31 March 2012

The hides of March...Mai Po Nature Reserve




Lesser Sand Plover (Charadrius mongolus) - could this individual be wondering why a proposed "split" as "Spot-fronted" and "Black-fronted" has been made ?

Which do you suppose this bird would be under the proposed new names ?  White headlights on the forehead ?  I'd have gone for "Spot-fronted", but no, the suggested new name is "Black-fronted" according to the captions under plates 2 and 3 in Birding Asia 16, out a couple of months ago.  But "Black-fronted" has less black on the forehead than "Spot-fronted" .....

Go figure, as they say in North America.  I thought that the captions had been transposed, but reading the text of the item the captions seem to be correct.  

The original paper, based on DNA analysis, was published in the Journal of the Linnaean Society in 2010.  I admire people who can do all this nitty-gritty analysis, but until they come up with better new names, I'm just going to ignore them.  

Anyway, I mustn't be "Mr Grumpy of the New Territories" - spring is here ! 

A series of lowish tides this week coincided with the departure of more wintering birds, and influxes of "East Asian flyway" spring migrants. 








Great Knot (Calidris tenuirostris) - a flock of about sixty moved around the tideline.



Caspian Tern (Hydroprogne caspia) - an influx of eighty-two birds, the highest for some years




Curlew Sandpipers (Calidris ferruginea)




The furthest boardwalk hide - decent viewing even on relatively low tides this week.


At the end of the boardwalk at Mai Po the mossy area in front of the "far" hide in Deep Bay  attracted a few birds.  The green, unreflective moss carpet often made a better background for photographs than the nearby mudflats with varying degrees of glare.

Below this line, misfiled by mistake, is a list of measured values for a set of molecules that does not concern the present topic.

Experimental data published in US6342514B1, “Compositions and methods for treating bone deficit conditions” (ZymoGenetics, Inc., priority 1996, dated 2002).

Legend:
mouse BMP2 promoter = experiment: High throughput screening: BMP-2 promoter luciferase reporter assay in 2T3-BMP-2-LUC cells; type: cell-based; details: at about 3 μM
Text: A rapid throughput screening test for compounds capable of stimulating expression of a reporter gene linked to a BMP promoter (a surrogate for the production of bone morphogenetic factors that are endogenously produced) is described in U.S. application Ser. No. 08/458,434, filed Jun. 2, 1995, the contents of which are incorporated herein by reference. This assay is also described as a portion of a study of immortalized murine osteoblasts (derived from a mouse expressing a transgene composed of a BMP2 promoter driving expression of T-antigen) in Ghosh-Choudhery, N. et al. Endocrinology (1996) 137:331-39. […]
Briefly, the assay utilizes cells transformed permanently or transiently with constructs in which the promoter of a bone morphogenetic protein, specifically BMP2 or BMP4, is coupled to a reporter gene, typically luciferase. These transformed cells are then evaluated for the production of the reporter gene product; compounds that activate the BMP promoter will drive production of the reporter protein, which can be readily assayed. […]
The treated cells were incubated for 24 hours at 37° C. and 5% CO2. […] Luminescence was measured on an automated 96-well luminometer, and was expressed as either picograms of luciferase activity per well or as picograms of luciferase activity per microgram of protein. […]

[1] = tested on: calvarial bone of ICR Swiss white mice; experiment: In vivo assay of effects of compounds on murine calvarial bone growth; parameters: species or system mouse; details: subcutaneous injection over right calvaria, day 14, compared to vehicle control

A few small rain showers brought a welcome degree of cooling.


Common Sandpiper (Actitis hypoleucos) - poking around with raindrops on its' back  



"Macronyx" Yellow Wagtails (Motacilla tschutschensis) found the moss particularly attractive




Greater Sand Plover (Charadrius leschenaultii) - effective hunter of small crabs





Greater Sand Plover (Charadrius leschenaultii)   and    Terek Sandpiper (Xenus cinereus)




Red-necked Stint (Calidris ruficollis)


Life getting you down ?  Just shrug it off !




Kentish Plover (Charadrius alexandrinus) 




And it's not even April yet ! 




5 comments:

  1. A magical place. The picture of the terns, egret and avocets all together is great.

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  2. Wonderful post, John! The mossy carpet really makes the photos look much better. I especially love the Kentish Plover shrugging off its problems in life! I'll be visiting the Gulf of Thailand next week, hopefully I'll bag some decent species back home too.

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  3. I really like the Tern flight image John.

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  4. Sounds like you had yet another great day at Mai Po! My favorites are the Kentish Plover pics - love to see them in breeding plumage. Oh, and the Caspian terns too! There is something about their particular structure that is immensely appealing to me. Perhaps it's a balance of a bulky shape, that huge bill and the black cap - whatever it is, they are by far my favorite tern.

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  5. Thanks to everyone for the comments.... late March has been pretty good and we're looking forward to a birdy April !

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